That is what I did for 18 months. Along the way I always had this thought that if you could get the USA refuse/trash/garbage to most of those countries before it started to smell, it would raise their standard of living considerably. Sounds crude but at that time we threw out so much and they made do with so little. It was pretty ingenious what they could with throw away materials.

    Solid fuel man you just need to develop a way to burn tires...cleanly.
    Solid_Fuel_Man
  • BillW
    BillW Member Posts: 198
    One problem with the methane from landfills is that it is heavily contaminated with hydrogen sulfide, which is very corrosive, and destroys metal components in a very short time. To my knowledge, no one has ever figured out an economical way to remove it.
  • Solid_Fuel_Man
    Solid_Fuel_Man Member Posts: 2,304
    edited February 2017


    Interesting...but scary 70psi steam.
    Serving Northern Maine HVAC & Controls. I burn wood, it smells good!
  • Harvey Ramer
    Harvey Ramer Member Posts: 2,217
    I watched the video through and he had it up to 125 psi of steam. Sure hope he pressure tested his boiler at well above that before he started playing with it.

    I have this wild idea about building a manure powered generation plant.
    Knowing that the raw methane is extremely corrosive, as was mentioned above, I would opt to use a high pressure steam boiler instead of a combustion engine. The boiler would provide power for a steam turbine which would produce electricity. The steam discharge from the turbine would be channeled into a grid of steel pipes embedded in the manure pit. This would act as a condenser and also heat up the manure, increasing the methane output. To my knowledge, pretty much every chemical reaction doubles in speed with every 18 degree temp increase. The condensate would then be collected in a receiver and pumped back in the boiler.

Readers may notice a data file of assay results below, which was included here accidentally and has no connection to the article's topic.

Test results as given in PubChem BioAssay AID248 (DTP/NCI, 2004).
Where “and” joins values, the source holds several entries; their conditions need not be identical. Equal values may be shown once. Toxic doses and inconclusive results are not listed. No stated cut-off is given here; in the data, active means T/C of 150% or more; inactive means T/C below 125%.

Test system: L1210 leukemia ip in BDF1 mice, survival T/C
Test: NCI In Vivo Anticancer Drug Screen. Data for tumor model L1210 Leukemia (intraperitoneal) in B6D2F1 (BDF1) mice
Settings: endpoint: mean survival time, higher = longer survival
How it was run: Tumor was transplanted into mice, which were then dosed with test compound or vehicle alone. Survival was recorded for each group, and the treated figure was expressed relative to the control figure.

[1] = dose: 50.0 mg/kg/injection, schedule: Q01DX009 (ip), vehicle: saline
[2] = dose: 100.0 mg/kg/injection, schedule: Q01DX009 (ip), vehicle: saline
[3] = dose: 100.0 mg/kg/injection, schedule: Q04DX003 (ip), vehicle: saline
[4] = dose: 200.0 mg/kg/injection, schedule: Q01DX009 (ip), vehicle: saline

rick in AlaskaSolid_Fuel_Man
  • Solid_Fuel_Man
    Solid_Fuel_Man Member Posts: 2,304
    Yeah, I had watched that video about a year ago. Didn't watch it all the way through before I posted it here. High pressure water/steam scares me to death! I was at a hospital doing control work on a chip boiler. They operated it to 70psi. Used for heating, but high pressure for clothes drying and disinfection.

    Manure to power is a great idea. I'd almost be willing to relocate to be in on that. I envision lots of stainless piping, and lots of controls to play with.
    Serving Northern Maine HVAC & Controls. I burn wood, it smells good!
  • JUGHNE
    JUGHNE Member Posts: 8,927
    Swinging a pipe down on its 90 to look at the 125PSI reading on the gauge would make me a little nervous.
  • Jamie Hall
    Jamie Hall Member Posts: 17,025
    BillW said:

    One problem with the methane from landfills is that it is heavily contaminated with hydrogen sulfide, which is very corrosive, and destroys metal components in a very short time. To my knowledge, no one has ever figured out an economical way to remove it.

    Hydrogen Sulphide is not only very corrosive -- it's very toxic, and the worst of it is that while it smells horrible (rotten eggs) in low concentration, it disables the sense of smell in only slightly higher concentrations -- so you don't know you're dying until you're dead. Great stuff. And no, I don't know of any good way to get rid of it. And it is a real problem in generating power or heat from landfill gas (or anaerobic sewage/manure digestion) because of that.
    Br. Jamie, osb
    Building superintendent/caretaker, 7200 sq. ft. historic house museum with dependencies in New England
    Canucker
  • BillW
    BillW Member Posts: 198
    Absolutely, Jamie! H2S is as deadly as CO. It lurks in storm sewers, confined spaces holding any kind of organic debris as well as sanitary sewers. On the subject of using methane for fuels, I have seen sewage digester-generated methane used to power big Nordberg radial diesel pumps that sent the treated effluent into New York Harbor.